Along the way, you will come across lots of beautifully diverse wildlife and some not-very-well known Inca ruins, before arriving at the remarkable Machu Picchu several days later. There are many quality tour providers, who can guide you if you are not yet that experienced.

  1. The Huayhuash Circuit ( 9 – 10 days)

This place was once believed to be a dangerous route because of the hazardous trails and activity of the Shining Path guerrilla in the area. But the Cordillera Huayhuash Circuit is now popular among trekkers with the installation of better facilities and security measures by the government of Peru in recent times.

The trek offers a beautiful experience for travellers; it is well-known enough to be safe, but not quite known as to be thronged by several tourists. During your whole trip, you will most likely come across one or two groups of trekkers on the same path. It is a difficult walk, but the reward of the sight of pristine glacial lakes and snow-capped mountains makes it worth trip.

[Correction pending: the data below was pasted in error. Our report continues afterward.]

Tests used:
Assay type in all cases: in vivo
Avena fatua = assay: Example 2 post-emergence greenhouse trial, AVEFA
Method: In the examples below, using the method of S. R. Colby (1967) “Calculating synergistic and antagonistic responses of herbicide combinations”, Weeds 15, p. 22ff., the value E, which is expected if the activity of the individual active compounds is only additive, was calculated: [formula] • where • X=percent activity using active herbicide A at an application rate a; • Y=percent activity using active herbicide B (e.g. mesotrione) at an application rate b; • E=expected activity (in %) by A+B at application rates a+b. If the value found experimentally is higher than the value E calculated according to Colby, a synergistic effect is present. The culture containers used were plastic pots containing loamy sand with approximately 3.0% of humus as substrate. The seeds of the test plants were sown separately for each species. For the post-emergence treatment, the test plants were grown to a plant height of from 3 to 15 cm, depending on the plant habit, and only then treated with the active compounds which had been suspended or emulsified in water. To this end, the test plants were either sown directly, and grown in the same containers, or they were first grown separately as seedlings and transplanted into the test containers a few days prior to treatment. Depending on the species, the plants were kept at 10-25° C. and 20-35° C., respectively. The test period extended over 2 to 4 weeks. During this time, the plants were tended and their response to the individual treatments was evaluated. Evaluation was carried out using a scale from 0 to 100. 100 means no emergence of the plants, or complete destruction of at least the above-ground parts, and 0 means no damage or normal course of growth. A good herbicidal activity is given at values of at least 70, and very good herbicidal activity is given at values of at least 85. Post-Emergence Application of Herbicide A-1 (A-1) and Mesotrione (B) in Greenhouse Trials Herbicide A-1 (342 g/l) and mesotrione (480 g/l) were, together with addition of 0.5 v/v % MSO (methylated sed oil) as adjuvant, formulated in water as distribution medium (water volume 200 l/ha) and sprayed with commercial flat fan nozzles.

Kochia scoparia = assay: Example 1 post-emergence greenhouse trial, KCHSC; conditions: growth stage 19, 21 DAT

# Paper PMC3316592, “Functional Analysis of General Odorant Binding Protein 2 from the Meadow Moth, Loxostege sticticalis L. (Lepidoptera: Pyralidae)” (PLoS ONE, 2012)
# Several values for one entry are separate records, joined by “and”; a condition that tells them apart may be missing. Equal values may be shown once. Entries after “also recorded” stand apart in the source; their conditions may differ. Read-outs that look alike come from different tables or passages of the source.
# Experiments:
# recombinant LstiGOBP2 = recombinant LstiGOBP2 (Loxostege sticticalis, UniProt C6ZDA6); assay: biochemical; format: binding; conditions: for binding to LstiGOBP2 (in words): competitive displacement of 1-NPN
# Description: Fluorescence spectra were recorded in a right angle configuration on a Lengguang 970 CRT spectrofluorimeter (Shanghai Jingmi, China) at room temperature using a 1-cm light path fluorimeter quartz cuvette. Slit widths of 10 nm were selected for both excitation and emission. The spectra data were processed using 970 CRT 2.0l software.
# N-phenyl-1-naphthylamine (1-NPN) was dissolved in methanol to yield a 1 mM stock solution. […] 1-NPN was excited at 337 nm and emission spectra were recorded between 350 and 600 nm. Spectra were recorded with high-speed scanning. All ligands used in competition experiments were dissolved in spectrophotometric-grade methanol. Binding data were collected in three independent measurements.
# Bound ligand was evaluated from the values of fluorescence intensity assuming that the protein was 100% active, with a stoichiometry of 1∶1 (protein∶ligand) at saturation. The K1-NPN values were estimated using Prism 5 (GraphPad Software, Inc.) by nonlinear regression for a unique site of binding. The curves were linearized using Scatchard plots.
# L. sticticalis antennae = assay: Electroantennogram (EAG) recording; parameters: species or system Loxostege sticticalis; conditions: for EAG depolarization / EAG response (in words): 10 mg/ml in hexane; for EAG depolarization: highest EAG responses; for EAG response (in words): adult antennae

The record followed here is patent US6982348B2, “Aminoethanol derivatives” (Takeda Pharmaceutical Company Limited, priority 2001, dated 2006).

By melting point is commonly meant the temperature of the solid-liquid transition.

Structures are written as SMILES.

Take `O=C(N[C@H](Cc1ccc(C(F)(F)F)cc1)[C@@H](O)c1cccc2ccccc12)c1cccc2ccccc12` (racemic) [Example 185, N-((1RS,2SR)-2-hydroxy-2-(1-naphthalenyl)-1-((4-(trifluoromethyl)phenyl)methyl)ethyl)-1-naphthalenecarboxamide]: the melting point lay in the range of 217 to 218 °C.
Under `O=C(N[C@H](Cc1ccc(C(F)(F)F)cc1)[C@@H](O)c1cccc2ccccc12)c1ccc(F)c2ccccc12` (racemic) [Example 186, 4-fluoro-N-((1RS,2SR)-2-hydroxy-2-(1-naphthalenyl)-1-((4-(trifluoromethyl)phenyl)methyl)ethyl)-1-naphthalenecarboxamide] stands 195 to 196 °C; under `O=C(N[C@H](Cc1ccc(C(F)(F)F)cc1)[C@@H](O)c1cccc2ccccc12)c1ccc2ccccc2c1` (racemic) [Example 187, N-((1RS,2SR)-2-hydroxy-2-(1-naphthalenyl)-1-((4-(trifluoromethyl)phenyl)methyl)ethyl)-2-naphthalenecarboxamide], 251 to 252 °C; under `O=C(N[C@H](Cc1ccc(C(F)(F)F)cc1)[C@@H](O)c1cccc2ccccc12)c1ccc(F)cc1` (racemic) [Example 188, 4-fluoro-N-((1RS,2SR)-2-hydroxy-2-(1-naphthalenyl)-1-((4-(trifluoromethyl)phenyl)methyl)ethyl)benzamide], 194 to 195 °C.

1. Choquequirao trek (4 days)

While most trekkers who go to Peru flock to the universally known Inca ruins of Machu Picchu, very few stop by to check on her “little sister”, the Choquequirao. This trail is similar to its popular older sister in many ways, with charming stone structures deeply tucked inside the Andes with the forest at its feet.

However, the major difference is that the Choquequirao trek takes three to four days to complete, so it is more likely that you will run into other tourists. This allows you to immerse yourself into the whole experience of exploring the overlooked Inca sanctuary.

  1. The Santa Cruz trek (4 days)

Get ready to stand in awe at the exquisite White Mountains of Peru when you embark on this trail. Of the most respected treks in Peru, the Santa Cruz is often regarded by some, to be the alpine hiking site in the world. This trail is appropriate for almost all types of hikers; it boasts of good weather conditions from May to September.